SONSI members recently had the opportunity to repeat two of last year’s events.
The first event to be repeated was the autumn walk in the Royal Botanical Garden’s Arboretum. The group assembled for a Sunday hike along the trails to take in the fall colour and scenery. After heavy wind and rain for the preceding few days there were concerns for the day of the walk, but in the same fashion as last year, the weather was perfect. A wonderful consequence of walking in the same area year to year is that the changes not only from season to season, but the change in each season from year to year become apparent. A highlight of the walk last year was the ambrosial Katsura tree with it’s burnt sugar smell detectable over 100 feet away, this year the smell was unavoidable and the leaves a much deeper shade of gold. Indeed, many of the trees displayed much deeper fall colours, some leaves were so opulently coloured that they couldn’t resist being picked up along the way. Due to the abundance of precipitation there was a fresh display of multi-coloured fungi throughout the area and a surprising amount of plant life. There were the predictable but delightful chickadees, along with a pair of downy woodpeckers, and a couple of (braver than usual) white-breasted nuthatches, all of which members hand fed. Everyone has the same facial expression when there is a wild bird selecting a seed from their hand. Walking with SONSI members is somewhat like walking with talking field guide books or having an extra twenty eyes, this walk was no exception as during the after walk lunch on a bench in the lilac dell, a flock of passing bluebirds was spotted.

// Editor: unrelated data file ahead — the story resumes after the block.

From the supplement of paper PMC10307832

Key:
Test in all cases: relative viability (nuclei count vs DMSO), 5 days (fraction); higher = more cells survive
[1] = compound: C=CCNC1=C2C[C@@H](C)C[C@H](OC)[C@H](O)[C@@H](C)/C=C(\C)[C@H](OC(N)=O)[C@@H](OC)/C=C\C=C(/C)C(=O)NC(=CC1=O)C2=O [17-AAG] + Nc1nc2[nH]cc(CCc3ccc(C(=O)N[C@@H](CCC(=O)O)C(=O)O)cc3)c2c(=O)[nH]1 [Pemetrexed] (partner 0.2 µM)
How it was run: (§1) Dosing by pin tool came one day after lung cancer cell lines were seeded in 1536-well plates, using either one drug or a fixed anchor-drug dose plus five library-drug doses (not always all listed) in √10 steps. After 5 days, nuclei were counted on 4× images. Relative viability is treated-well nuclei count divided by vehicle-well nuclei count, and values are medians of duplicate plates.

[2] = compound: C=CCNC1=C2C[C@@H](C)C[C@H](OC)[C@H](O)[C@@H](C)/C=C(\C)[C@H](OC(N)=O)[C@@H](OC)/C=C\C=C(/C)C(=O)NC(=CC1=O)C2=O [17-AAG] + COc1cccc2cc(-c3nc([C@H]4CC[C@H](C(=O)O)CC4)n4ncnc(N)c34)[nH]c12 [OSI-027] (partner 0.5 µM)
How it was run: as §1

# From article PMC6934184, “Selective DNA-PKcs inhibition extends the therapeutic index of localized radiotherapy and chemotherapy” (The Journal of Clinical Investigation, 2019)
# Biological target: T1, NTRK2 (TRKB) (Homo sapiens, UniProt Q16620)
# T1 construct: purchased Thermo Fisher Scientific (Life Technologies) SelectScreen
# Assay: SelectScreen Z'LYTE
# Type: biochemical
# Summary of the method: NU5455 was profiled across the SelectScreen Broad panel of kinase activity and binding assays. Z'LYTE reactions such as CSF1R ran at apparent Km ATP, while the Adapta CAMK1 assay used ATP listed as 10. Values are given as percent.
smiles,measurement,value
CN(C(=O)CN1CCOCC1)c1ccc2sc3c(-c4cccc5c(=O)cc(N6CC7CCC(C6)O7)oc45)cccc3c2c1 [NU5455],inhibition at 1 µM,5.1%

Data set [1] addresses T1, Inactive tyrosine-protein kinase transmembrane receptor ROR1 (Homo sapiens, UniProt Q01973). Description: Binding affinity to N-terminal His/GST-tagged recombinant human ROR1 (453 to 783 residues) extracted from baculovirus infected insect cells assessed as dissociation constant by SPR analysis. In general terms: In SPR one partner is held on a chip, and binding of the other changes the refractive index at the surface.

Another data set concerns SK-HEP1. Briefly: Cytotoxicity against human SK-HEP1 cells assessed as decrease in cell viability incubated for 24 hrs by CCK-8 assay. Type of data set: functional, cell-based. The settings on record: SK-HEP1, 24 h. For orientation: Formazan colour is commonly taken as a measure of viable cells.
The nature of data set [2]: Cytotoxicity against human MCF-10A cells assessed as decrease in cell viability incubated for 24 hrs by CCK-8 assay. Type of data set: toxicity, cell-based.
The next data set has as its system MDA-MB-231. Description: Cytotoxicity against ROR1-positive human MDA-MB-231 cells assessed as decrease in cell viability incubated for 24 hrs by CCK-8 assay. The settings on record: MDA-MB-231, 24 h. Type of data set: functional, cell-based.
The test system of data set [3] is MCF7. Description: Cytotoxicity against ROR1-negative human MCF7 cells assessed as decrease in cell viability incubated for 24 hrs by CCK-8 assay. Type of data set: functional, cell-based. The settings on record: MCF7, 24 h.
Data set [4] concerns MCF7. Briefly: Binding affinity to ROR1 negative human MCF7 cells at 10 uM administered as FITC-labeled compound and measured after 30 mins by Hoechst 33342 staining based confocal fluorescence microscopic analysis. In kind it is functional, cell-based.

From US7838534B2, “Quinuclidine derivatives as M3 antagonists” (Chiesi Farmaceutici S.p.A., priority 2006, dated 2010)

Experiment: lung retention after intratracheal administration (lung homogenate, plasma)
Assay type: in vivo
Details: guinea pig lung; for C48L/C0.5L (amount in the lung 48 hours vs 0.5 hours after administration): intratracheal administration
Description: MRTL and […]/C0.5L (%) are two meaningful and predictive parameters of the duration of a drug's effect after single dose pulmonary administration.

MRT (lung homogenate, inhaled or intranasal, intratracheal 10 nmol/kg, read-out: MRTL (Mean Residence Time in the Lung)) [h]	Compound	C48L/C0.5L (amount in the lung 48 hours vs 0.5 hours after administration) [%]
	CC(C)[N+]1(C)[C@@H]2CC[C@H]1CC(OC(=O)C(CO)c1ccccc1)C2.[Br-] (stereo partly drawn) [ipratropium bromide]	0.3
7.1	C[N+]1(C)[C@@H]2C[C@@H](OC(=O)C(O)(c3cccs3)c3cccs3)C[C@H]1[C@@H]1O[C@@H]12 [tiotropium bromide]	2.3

The second repeat was the recent SONSI event at the Royal Ontario Museum. Members met at the museum on the Sunday of the Toronto Santa Claus Parade, just as the year before, and Members were treated again, to a day worthy of a gift from the jolly man himself. The day began with a trip to the parts of the museum that every explorer and curious naturalist dream of, the storage and collection rooms. These rooms are exactly how you would like them to look; there are rows and rows of storage cupboards with taxonomical labels, the odd relegated museum display, taxidermied specimens, curiously animated articulated skeletons, desks piled with books and boxes, shelves of books and furniture that is handsome because of its provenience. Led by Mark K. Peck, quite an apt name for someone who’s business card reads “Natural History Department – Ornithology” members were shown a few of the drawers full of bird specimens, or skins, from the most exotic, almost unbelievable birds of paradise and hummingbirds, to the more humble American robin and Barn owl. The collection not only includes the birds themselves, but also some specimens of spread wings, bird nests, skeletons and eggs. In a bottom drawer sits an intact elephant bird egg, large enough to fit a newborn human inside, and in a drawer above is the thimble sized nest of a hummingbird. These specimens are used for a great variety of reasons, but on this day members were shown how to use them as reference for an illustration. Barry K. MacKay, fine artist and scientific illustrator, who has a wonderful website and an interview on this site, organized and created this event and also made the demonstration, a rare and privileged opportunity for anyone familiar with his work. The demonstration was a fantastic lesson in working from specimens, but also in technique and media. Following this members sat for lunch and made a start at absorbing the morning’s event and then either headed out or continued to explore other parts of the museum’s galleries. Thanks should of course go to Mark K. Peck and Barry K. McKay, whose depth of knowledge and passion are truly inspiring, and who kindly gave their time to SONSI members for an outstanding day.